Availability of the overall study results: “When can I find out the results of the study? How can I find them out?”
The pre-study information should give some information about how participants will be able to get the study results, if they want them. The ‘signpost’ could remind participants of the approximate timeline for this, and provide another copy of any links to where the results will be made publicly available (e.g. study registry page, study website).
Availability of individual test results: “Can I find out my own test results from the study?”
In any studies involving medical tests or procedures, participants might be interested to find out about the results of those tests, if they have not had them already. This can include the result that the test was intended to look for, but also other, unexpected findings (including so-called ‘incidental’ findings).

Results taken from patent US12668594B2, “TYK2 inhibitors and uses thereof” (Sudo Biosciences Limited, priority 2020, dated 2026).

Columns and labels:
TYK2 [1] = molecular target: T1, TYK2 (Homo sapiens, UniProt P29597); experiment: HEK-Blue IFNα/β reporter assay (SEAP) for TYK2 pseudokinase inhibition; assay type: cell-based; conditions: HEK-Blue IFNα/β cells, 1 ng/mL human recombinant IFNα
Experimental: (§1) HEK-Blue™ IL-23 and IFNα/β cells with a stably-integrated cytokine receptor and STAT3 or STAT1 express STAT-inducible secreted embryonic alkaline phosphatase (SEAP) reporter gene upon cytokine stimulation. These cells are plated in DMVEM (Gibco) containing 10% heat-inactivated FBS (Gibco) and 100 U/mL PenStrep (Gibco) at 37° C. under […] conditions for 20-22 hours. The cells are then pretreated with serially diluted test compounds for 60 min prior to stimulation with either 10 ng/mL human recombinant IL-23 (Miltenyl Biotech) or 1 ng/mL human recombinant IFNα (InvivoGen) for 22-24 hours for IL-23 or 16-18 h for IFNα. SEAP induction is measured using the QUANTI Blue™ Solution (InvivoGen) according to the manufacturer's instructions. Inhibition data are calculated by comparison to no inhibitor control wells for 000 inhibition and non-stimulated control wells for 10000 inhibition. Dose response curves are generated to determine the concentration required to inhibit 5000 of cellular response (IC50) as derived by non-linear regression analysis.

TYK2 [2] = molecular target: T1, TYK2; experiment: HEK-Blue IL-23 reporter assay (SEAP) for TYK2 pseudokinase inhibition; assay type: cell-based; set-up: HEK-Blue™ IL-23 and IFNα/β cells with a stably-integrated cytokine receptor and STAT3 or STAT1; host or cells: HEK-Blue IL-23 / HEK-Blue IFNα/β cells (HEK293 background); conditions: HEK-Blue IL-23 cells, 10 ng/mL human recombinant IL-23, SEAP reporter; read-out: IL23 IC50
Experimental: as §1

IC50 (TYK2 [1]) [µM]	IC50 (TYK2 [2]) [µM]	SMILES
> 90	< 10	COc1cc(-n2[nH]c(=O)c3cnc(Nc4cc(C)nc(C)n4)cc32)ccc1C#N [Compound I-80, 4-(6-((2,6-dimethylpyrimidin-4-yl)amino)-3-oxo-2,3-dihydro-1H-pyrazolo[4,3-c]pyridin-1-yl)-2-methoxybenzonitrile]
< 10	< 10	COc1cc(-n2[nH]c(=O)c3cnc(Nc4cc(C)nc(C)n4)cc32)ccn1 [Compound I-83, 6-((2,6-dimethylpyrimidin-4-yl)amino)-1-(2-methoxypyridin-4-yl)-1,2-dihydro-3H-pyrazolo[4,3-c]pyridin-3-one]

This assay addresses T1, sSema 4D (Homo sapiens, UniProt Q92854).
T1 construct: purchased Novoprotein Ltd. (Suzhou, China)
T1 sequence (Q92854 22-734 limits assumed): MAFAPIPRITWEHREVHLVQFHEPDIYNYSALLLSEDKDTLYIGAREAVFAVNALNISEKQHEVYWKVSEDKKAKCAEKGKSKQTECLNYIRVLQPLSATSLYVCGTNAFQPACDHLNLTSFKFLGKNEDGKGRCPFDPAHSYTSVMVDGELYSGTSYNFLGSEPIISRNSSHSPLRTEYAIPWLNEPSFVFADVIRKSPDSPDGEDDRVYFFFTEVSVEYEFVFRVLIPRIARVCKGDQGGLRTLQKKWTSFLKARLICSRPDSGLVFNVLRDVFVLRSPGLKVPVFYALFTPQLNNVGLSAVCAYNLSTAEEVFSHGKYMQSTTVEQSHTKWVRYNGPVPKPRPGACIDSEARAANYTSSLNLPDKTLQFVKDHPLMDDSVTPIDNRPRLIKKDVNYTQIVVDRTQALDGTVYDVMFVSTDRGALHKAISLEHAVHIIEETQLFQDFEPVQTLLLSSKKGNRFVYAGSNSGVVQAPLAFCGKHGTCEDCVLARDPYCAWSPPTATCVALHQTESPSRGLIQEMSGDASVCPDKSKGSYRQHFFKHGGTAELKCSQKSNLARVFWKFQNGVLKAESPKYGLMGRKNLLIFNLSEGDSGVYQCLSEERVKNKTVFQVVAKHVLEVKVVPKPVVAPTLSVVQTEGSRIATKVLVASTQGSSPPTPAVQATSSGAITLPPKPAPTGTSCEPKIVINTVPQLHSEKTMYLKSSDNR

Where this is relevant to a study because of the sorts of tests being carried out, the information participants were given before they agreed to take part should have made clear whether there might be any such individual test results to find out about, and how they could find out about them. This includes the potential to inform a participant’s family members about genetic test results, in cases where this is applicable. As this is a complex area, participants might be reminded of any specific measures for support or counselling that is offered alongside the notification of test results.
If the pre-study information did not cover this topic because it was not deemed necessary for the study, the information given at the time the participant stops taking part does not need to mention it either.
Complaints: ‘What if I have a complaint?’
In some cases, participants may have stopped taking part in a study because something went wrong for them, and they are unhappy or upset about it. The pre-study information should always include information about how to complain about any aspect of their involvement in the study, and so this should be signposted in the information given to participants when they stop taking part. The availability of a way to complain should be presented neutrally and factually, without assuming there is or is not a problem to complain about, or to either encourage or discourage a complaint.